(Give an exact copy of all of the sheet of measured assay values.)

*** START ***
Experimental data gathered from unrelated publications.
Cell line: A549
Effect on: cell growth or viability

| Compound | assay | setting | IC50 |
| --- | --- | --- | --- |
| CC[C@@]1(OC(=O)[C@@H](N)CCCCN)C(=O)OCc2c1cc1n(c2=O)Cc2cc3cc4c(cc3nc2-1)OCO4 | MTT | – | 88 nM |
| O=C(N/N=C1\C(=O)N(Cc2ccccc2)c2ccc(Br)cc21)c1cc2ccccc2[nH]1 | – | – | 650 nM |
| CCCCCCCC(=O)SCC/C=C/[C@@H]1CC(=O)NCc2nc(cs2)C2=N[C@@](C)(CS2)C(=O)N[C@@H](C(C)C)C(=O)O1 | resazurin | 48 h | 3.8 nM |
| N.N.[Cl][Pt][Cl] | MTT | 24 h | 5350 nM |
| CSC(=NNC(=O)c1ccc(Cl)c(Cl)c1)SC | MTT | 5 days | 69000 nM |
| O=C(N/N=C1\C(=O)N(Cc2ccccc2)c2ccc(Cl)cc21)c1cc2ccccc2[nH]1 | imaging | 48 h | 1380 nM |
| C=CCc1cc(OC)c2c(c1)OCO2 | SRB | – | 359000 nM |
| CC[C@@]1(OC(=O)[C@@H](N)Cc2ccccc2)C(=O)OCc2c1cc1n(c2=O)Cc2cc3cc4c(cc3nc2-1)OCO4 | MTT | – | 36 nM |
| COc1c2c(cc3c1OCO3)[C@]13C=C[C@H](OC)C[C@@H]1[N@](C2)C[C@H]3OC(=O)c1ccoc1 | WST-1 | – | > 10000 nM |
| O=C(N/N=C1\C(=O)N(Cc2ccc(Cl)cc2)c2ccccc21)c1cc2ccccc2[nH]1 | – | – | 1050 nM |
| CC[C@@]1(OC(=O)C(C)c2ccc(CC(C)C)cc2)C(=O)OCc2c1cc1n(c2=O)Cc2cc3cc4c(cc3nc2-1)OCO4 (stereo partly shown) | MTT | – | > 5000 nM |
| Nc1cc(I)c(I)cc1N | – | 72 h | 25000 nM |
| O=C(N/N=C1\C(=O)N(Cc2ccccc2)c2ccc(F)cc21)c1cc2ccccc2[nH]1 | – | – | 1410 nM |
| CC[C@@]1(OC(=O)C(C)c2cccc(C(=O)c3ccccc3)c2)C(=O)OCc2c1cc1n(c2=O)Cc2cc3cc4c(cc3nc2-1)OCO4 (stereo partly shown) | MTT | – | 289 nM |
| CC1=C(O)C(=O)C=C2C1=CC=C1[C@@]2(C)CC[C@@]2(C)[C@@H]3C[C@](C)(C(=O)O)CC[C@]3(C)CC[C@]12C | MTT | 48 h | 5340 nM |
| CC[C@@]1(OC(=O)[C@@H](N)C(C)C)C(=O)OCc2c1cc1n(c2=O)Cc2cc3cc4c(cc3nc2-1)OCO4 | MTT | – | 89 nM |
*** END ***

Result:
Experimental data gathered from unrelated publications.
Cell line: A549
Effect on: cell growth or viability

| Compound | assay | setting | IC50 |
| --- | --- | --- | --- |
| CC[C@@]1(OC(=O)[C@@H](N)CCCCN)C(=O)OCc2c1cc1n(c2=O)Cc2cc3cc4c(cc3nc2-1)OCO4 | MTT | – | 88 nM |
| O=C(N/N=C1\C(=O)N(Cc2ccccc2)c2ccc(Br)cc21)c1cc2ccccc2[nH]1 | – | – | 650 nM |
| CCCCCCCC(=O)SCC/C=C/[C@@H]1CC(=O)NCc2nc(cs2)C2=N[C@@](C)(CS2)C(=O)N[C@@H](C(C)C)C(=O)O1 | resazurin | 48 h | 3.8 nM |
| N.N.[Cl][Pt][Cl] | MTT | 24 h | 5350 nM |
| CSC(=NNC(=O)c1ccc(Cl)c(Cl)c1)SC | MTT | 5 days | 69000 nM |
| O=C(N/N=C1\C(=O)N(Cc2ccccc2)c2ccc(Cl)cc21)c1cc2ccccc2[nH]1 | imaging | 48 h | 1380 nM |
| C=CCc1cc(OC)c2c(c1)OCO2 | SRB | – | 359000 nM |
| CC[C@@]1(OC(=O)[C@@H](N)Cc2ccccc2)C(=O)OCc2c1cc1n(c2=O)Cc2cc3cc4c(cc3nc2-1)OCO4 | MTT | – | 36 nM |
| COc1c2c(cc3c1OCO3)[C@]13C=C[C@H](OC)C[C@@H]1[N@](C2)C[C@H]3OC(=O)c1ccoc1 | WST-1 | – | > 10000 nM |
| O=C(N/N=C1\C(=O)N(Cc2ccc(Cl)cc2)c2ccccc21)c1cc2ccccc2[nH]1 | – | – | 1050 nM |
| CC[C@@]1(OC(=O)C(C)c2ccc(CC(C)C)cc2)C(=O)OCc2c1cc1n(c2=O)Cc2cc3cc4c(cc3nc2-1)OCO4 (stereo partly shown) | MTT | – | > 5000 nM |
| Nc1cc(I)c(I)cc1N | – | 72 h | 25000 nM |
| O=C(N/N=C1\C(=O)N(Cc2ccccc2)c2ccc(F)cc21)c1cc2ccccc2[nH]1 | – | – | 1410 nM |
| CC[C@@]1(OC(=O)C(C)c2cccc(C(=O)c3ccccc3)c2)C(=O)OCc2c1cc1n(c2=O)Cc2cc3cc4c(cc3nc2-1)OCO4 (stereo partly shown) | MTT | – | 289 nM |
| CC1=C(O)C(=O)C=C2C1=CC=C1[C@@]2(C)CC[C@@]2(C)[C@@H]3C[C@](C)(C(=O)O)CC[C@]3(C)CC[C@]12C | MTT | 48 h | 5340 nM |
| CC[C@@]1(OC(=O)[C@@H](N)C(C)C)C(=O)OCc2c1cc1n(c2=O)Cc2cc3cc4c(cc3nc2-1)OCO4 | MTT | – | 89 nM |